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Automation on the Job

Computers were supposed to be labor-saving devices. How come we're still working so hard?

Brian Hayes

The Problem of Leisure

In 1930 the British economist John Maynard Keynes published a short essay titled “Economic Possibilities for Our Grandchildren.” At the time, the economic possibilities looked pretty grim, but Keynes was implacably cheerful. By 2030, he predicted, average income would increase by a factor of between four and eight. This prosperity would be brought about by gains in productivity: Aided by new technology, workers would produce more with less effort.

Keynes did not mention automation—the word would not be introduced until some years later—but he did refer to technological unemployment, a term that goes back to Karl Marx. For Keynes, a drop in the demand for labor was a problem with an easy solution: Just work less. A 3-hour shift and a 15-hour workweek would become the norm for the grandchildren of the children of 1930, he said. This would be a momentous development in human history. After millennia of struggle, we would have finally solved “the economic problem”: How to get enough to eat. The new challenge would be the problem of leisure: How to fill the idle hours.

Decades later, when automation became a contentious issue, there were other optimists. The conservative economist Yale Brozen wrote in 1963:

Perhaps the gains of the automation revolution will carry us on from a mass democracy to a mass aristocracy.... The common man will become a university-educated world traveler with a summer place in the country, enjoying such leisure-time activities as sailing and concert going.

But others looked at the same prospect and saw a darker picture. Norbert Wiener had made important contributions to the theory of automatic control, but he was wary of its social implications. In The Human Use of Human Beings (1950) he wrote:

Let us remember that the automatic machine... is the precise economic equivalent of slave labor. Any labor which competes with slave labor must accept the economic conditions of slave labor. It is perfectly clear that this will produce an unemployment situation, in comparison with which the present recession and even the depression of the thirties will seem a pleasant joke.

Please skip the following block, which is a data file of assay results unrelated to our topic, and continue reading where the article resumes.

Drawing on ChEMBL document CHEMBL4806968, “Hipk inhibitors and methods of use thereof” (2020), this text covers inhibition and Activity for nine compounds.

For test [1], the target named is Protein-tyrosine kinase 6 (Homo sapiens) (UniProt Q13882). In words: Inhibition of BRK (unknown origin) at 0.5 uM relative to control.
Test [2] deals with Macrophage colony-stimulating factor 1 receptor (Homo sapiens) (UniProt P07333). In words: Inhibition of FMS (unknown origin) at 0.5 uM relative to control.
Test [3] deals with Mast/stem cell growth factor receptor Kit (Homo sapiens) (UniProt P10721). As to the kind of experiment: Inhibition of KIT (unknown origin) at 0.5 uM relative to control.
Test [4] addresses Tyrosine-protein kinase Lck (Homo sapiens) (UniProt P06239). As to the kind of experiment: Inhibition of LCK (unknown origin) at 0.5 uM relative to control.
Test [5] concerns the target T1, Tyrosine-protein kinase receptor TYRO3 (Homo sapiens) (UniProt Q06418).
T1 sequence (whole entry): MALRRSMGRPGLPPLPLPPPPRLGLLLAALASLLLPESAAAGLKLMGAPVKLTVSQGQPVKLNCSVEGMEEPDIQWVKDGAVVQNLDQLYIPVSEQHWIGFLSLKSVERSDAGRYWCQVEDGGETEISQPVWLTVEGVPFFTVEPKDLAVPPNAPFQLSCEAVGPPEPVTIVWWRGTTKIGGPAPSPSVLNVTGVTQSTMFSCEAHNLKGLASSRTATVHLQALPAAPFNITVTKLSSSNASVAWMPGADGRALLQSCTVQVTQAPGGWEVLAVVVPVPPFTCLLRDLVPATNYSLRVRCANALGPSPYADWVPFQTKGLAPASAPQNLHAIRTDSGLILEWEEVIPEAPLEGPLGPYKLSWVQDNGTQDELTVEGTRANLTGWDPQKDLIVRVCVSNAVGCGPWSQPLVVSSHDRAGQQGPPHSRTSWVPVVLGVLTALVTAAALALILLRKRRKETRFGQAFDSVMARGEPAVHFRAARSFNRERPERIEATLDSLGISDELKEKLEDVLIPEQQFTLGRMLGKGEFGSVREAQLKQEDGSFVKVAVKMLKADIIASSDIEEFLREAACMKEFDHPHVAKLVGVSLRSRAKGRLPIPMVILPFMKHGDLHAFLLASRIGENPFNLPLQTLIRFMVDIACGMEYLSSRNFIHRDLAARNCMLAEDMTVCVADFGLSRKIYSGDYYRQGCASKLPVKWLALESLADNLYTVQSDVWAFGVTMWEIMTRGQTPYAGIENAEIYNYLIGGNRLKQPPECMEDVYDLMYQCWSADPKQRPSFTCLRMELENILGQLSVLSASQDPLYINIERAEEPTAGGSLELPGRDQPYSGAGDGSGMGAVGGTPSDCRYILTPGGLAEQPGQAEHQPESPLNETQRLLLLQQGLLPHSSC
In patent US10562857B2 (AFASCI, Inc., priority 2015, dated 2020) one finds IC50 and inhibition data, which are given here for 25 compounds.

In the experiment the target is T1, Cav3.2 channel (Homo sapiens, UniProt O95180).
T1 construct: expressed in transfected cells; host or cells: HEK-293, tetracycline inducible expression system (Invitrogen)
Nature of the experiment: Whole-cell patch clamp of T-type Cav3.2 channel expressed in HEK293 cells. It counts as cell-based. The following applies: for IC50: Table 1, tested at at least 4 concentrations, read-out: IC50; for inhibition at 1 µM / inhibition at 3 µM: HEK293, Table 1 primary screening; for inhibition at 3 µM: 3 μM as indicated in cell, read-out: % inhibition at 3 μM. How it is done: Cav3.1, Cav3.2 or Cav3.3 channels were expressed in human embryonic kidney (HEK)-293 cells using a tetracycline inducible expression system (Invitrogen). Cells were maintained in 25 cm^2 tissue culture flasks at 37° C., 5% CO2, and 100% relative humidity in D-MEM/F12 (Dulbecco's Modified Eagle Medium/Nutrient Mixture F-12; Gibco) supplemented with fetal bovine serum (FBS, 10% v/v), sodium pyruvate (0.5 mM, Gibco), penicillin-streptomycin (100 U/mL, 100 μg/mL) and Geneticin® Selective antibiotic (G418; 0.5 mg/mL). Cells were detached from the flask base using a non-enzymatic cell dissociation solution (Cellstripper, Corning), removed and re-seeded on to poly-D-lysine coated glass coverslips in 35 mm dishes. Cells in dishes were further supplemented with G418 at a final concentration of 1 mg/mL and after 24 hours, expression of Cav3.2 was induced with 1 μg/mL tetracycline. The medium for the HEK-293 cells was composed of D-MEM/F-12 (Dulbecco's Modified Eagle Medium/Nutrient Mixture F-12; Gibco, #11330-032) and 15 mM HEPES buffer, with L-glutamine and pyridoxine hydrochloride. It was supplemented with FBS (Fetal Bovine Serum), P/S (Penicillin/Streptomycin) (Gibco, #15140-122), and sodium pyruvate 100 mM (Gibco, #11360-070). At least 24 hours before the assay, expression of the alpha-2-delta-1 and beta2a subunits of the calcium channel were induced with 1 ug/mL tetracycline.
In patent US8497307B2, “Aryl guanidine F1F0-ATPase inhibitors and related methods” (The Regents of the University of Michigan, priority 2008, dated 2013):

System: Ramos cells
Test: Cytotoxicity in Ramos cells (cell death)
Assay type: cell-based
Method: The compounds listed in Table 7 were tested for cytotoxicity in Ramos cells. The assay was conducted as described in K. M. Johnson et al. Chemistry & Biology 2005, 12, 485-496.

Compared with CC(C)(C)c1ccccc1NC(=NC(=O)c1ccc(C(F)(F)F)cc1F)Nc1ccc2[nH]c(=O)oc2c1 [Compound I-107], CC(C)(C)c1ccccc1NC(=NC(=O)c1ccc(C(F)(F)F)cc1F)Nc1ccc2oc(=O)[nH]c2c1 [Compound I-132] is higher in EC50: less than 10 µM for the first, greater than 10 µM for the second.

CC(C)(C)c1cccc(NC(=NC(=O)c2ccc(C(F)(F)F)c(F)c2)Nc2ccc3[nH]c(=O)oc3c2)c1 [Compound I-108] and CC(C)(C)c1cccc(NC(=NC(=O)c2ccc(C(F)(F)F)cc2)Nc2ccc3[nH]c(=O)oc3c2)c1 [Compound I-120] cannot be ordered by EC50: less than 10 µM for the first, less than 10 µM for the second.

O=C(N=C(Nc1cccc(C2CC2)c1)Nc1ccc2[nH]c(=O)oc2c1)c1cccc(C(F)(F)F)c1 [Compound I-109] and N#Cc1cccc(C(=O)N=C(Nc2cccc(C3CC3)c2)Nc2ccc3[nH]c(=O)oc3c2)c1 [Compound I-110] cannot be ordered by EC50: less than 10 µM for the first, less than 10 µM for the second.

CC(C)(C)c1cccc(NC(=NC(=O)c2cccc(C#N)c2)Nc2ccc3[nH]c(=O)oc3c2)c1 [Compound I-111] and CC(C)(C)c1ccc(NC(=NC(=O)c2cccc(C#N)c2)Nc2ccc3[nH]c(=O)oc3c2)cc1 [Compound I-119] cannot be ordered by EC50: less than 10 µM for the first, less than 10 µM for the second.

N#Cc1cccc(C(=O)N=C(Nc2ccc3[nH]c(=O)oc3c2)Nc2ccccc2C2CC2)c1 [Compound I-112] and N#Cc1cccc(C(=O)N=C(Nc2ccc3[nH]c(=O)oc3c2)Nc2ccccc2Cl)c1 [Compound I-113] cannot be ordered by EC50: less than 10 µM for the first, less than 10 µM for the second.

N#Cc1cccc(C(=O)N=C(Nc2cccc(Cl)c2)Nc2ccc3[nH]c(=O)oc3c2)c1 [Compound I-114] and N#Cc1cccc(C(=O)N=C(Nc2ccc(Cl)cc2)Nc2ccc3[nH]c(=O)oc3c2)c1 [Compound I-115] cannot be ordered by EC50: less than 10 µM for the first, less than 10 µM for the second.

A. J. Hayes, a labor leader (and no relation to me), wrote in 1964:

Automation is not just a new kind of mechanization but a revolutionary force capable of overturning our social order. Whereas mechanization made workers more efficient—and thus more valuable—automation threatens to make them superfluous—and thus without value.

Keynes’s “problem of leisure” is also mentioned with much anxiety throughout the literature of the automation era. In a 1962 pamphlet Donald N. Michael wrote:

These people will work short hours, with much time for the pursuit of leisure activities.... Even with a college education, what will they do all their long lives, day after day, four-day weekend after weekend, vacation after vacation...?

The opinions I have cited here represent extreme positions, and there were also many milder views. But I think it’s fair to say that most early students of automation, including both critics and enthusiasts, believed the new technology would lead us into a world where people worked much less.

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